In defence of deception

There is no question that criminal activity is increasing on a global scale. And it is equally clear that law enforcement agencies are incapable of stemming the tide or coping with existing levels of crime.

The manpower in the private security sector outnumbers government agencies by at least two to one and without its help the consequences of crime for society are grave indeed. And if you tie the hands of private investigators who benefits? Certainly not the public.

Section 161 of the Criminal Justice and Public Order Act 1994 makes it an offence to obtain computer-held personal files by deception. Whether you agree with this legislation or not, it was to be expected as a result of abuses perpetrated by a number of unscrupulous investigation agencies.

However, there are times when an investigator must use deception to elicit the truth; what is the purpose of any investigation if it is not the pursuit of justice through truth?

The good thing about section 161 is that it makes provision for punishing wrong-doers, providing they can be caught, and in so far as this amendment of the Data Protection Act affects these unscrupulous operators, the Association of British Investigators (ABI) supports it.

But we fear this legislation will do little to deter those in the profession who do not care whether their activities break the law. Tying the hands of lawful investigators will just hinder them obtaining justice for clients. What price section 161 now?

The implications for the legal profession are equally significant. Solicitors will also be at risk if their investigator has used illegal methods to obtain the information requested.

But there could be worse to come. It has been suggested that the use of pretext enquiries should be outlawed completely. This would be a criminal's charter, virtually eliminating the possibility of detecting certain types of crime, principally personal injury fraud.

If an investigator was obliged to reveal his true identity at all times, it is most unlikely that a fraudster would immediately respond with “It's a fair cop, guv”. Indeed we might as well give up trying to combat this type of crime.

Similarly, a law prohibiting the use of covert cameras or long-range lenses would eliminate the possibility of obtaining photographic evidence in most cases of theft and personal injury fraud. Such laws only protect the guilty as the innocent have nothing to fear from legitimate enquiries of this type.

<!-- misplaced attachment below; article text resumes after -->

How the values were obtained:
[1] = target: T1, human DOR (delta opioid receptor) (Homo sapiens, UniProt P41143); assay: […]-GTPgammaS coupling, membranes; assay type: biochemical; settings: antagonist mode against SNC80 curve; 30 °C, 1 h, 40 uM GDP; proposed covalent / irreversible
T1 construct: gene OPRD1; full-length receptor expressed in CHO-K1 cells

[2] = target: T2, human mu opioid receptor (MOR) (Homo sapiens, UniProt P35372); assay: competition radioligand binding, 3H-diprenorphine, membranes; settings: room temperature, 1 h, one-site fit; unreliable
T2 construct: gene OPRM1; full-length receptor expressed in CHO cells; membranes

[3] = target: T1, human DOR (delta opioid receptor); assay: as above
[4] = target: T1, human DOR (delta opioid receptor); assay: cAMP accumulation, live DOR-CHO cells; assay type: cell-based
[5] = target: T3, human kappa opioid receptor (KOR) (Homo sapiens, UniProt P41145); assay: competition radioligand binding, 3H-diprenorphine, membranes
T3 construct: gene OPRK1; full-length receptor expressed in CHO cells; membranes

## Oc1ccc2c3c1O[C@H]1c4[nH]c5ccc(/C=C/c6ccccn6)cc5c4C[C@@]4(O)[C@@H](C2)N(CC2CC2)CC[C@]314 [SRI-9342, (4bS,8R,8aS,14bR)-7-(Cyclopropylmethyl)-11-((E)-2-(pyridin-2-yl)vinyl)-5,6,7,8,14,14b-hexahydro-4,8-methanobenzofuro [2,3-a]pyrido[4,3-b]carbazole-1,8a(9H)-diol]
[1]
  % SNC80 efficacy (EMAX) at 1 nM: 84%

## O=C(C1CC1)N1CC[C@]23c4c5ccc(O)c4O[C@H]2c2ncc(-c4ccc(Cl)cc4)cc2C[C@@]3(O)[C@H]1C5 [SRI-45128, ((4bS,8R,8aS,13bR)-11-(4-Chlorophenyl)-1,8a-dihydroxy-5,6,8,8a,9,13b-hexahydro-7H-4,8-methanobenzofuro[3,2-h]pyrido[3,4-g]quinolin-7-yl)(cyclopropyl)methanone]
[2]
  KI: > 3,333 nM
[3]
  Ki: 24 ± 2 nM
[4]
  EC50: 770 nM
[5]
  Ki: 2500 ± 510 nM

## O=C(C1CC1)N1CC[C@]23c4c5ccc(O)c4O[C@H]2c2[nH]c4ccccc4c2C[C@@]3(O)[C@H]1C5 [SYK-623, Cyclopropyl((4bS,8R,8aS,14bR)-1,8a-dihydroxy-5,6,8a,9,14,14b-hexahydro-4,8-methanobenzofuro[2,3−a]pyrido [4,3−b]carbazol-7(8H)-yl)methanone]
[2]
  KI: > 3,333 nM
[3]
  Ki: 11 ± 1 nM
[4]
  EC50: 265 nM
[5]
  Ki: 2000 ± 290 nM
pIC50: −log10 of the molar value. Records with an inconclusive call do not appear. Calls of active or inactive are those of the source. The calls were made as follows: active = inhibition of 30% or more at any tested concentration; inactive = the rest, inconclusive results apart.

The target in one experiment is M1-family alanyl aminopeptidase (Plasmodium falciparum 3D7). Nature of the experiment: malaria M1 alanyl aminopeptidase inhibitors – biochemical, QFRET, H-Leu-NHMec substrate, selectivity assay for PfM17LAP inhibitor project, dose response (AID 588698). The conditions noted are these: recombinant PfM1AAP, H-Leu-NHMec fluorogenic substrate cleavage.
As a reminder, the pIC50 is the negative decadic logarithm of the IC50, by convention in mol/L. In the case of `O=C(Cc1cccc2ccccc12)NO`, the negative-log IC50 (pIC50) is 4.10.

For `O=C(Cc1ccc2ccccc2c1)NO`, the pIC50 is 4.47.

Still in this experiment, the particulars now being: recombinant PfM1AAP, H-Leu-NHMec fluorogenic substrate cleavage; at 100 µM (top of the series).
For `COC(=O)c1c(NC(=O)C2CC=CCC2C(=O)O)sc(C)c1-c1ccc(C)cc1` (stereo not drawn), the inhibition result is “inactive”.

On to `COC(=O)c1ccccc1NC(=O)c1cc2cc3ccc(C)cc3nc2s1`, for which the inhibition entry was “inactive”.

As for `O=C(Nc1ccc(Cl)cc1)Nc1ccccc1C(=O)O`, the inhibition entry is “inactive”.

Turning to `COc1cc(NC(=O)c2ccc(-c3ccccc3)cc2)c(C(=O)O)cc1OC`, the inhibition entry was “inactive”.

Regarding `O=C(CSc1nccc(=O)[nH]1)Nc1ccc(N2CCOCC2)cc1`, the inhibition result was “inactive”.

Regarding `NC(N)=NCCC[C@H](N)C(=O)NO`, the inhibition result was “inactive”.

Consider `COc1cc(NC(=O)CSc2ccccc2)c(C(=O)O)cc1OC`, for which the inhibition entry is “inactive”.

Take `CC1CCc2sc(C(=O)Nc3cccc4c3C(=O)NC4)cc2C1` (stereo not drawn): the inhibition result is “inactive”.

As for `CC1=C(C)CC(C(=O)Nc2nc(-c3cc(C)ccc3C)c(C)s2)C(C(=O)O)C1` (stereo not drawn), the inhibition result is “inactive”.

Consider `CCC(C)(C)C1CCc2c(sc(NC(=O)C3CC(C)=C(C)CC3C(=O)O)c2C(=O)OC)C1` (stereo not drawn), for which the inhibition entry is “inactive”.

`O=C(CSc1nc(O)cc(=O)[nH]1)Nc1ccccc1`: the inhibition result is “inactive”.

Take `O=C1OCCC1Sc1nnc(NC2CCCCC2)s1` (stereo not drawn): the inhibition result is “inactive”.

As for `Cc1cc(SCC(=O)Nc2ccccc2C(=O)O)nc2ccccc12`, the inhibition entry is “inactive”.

The International Federation of Associations of Private Detectives (IKD), which represents some 50,000 invest- igators, proposes that, in order to combat the rise in crime, the profession needs privileges which should encompass the following:

pretext enquiries, with a proviso that no private investigators could pretend to be a member of an official police force or member of any government department, for example a Customs & Excise or Inland Revenue officer;

the use of surveillance equipment to collect evidence;

access to certain official records when an investigation cannot be properly completed without information contained in those records.

Such privileges only come with the introduction of the correct legislation. IKD recommends this would include issuing 'practising certificates' as a requirement for anyone wishing to practise as a private investigator. Practising without a certificate would be a criminal offence.

IKD also suggests setting up a government body responsible for issuing, monitoring and, if necessary, withdrawing these certificates. It would operate along the same lines as the Law Society and consist mainly of members of the profession, as well as representatives from the legal profession, the press, the police and the insurance and banking industries. Such legislation would raise standards to protect the public and also increase our effectiveness in the investigation and detection of business crime.

Meanwhile, the only way solicitors and the public can protect themselves is to use an investigator who is a member of the ABI. Members of the organisation are approved by the office of the Data Protection Registrar and bound by a strict code of ethics which dictates that they must conduct all investigations within legal, moral and professional ethics.

But the public will continue to be at risk until the government introduces statutory control of the profession.